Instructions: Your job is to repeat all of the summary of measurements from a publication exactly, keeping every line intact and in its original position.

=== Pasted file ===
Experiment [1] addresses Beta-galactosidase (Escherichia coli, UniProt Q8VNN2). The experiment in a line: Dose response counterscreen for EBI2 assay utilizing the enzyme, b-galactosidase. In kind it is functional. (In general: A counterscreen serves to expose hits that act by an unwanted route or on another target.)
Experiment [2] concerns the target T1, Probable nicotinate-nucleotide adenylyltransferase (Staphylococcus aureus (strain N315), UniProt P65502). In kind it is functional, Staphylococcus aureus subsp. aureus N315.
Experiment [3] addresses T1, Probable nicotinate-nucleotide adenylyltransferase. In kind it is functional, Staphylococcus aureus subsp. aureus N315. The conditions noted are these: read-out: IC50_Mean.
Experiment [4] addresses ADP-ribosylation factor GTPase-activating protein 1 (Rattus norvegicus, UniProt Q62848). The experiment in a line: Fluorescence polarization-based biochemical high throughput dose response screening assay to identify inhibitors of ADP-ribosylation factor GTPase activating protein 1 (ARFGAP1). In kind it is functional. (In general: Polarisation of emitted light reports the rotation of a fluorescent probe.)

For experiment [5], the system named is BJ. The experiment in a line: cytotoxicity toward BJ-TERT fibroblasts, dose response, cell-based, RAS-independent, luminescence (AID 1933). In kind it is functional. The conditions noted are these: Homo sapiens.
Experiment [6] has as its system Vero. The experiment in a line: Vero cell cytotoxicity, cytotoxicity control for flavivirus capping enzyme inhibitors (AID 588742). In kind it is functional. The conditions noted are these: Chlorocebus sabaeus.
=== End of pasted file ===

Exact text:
Experiment [1] addresses Beta-galactosidase (Escherichia coli, UniProt Q8VNN2). The experiment in a line: Dose response counterscreen for EBI2 assay utilizing the enzyme, b-galactosidase. In kind it is functional. (In general: A counterscreen serves to expose hits that act by an unwanted route or on another target.)
Experiment [2] concerns the target T1, Probable nicotinate-nucleotide adenylyltransferase (Staphylococcus aureus (strain N315), UniProt P65502). In kind it is functional, Staphylococcus aureus subsp. aureus N315.
Experiment [3] addresses T1, Probable nicotinate-nucleotide adenylyltransferase. In kind it is functional, Staphylococcus aureus subsp. aureus N315. The conditions noted are these: read-out: IC50_Mean.
Experiment [4] addresses ADP-ribosylation factor GTPase-activating protein 1 (Rattus norvegicus, UniProt Q62848). The experiment in a line: Fluorescence polarization-based biochemical high throughput dose response screening assay to identify inhibitors of ADP-ribosylation factor GTPase activating protein 1 (ARFGAP1). In kind it is functional. (In general: Polarisation of emitted light reports the rotation of a fluorescent probe.)

For experiment [5], the system named is BJ. The experiment in a line: cytotoxicity toward BJ-TERT fibroblasts, dose response, cell-based, RAS-independent, luminescence (AID 1933). In kind it is functional. The conditions noted are these: Homo sapiens.
Experiment [6] has as its system Vero. The experiment in a line: Vero cell cytotoxicity, cytotoxicity control for flavivirus capping enzyme inhibitors (AID 588742). In kind it is functional. The conditions noted are these: Chlorocebus sabaeus.